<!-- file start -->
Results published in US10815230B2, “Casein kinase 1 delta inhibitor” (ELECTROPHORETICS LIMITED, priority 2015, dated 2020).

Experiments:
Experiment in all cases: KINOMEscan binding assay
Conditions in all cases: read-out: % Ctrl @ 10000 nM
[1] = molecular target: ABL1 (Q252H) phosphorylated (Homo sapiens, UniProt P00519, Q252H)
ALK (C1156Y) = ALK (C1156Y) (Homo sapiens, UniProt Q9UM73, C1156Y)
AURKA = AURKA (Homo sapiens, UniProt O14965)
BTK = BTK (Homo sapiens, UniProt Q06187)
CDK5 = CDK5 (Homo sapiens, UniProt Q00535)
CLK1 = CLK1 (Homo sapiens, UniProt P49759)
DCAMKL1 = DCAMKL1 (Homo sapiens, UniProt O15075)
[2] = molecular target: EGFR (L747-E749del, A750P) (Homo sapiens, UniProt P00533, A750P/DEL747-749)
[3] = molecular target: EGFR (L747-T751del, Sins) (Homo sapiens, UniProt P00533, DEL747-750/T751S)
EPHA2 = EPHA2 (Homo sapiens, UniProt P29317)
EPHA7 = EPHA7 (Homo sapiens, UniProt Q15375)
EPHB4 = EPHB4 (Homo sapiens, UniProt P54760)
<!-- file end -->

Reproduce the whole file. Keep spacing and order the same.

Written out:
Results published in US10815230B2, “Casein kinase 1 delta inhibitor” (ELECTROPHORETICS LIMITED, priority 2015, dated 2020).

Experiments:
Experiment in all cases: KINOMEscan binding assay
Conditions in all cases: read-out: % Ctrl @ 10000 nM
[1] = molecular target: ABL1 (Q252H) phosphorylated (Homo sapiens, UniProt P00519, Q252H)
ALK (C1156Y) = ALK (C1156Y) (Homo sapiens, UniProt Q9UM73, C1156Y)
AURKA = AURKA (Homo sapiens, UniProt O14965)
BTK = BTK (Homo sapiens, UniProt Q06187)
CDK5 = CDK5 (Homo sapiens, UniProt Q00535)
CLK1 = CLK1 (Homo sapiens, UniProt P49759)
DCAMKL1 = DCAMKL1 (Homo sapiens, UniProt O15075)
[2] = molecular target: EGFR (L747-E749del, A750P) (Homo sapiens, UniProt P00533, A750P/DEL747-749)
[3] = molecular target: EGFR (L747-T751del, Sins) (Homo sapiens, UniProt P00533, DEL747-750/T751S)
EPHA2 = EPHA2 (Homo sapiens, UniProt P29317)
EPHA7 = EPHA7 (Homo sapiens, UniProt Q15375)
EPHB4 = EPHB4 (Homo sapiens, UniProt P54760)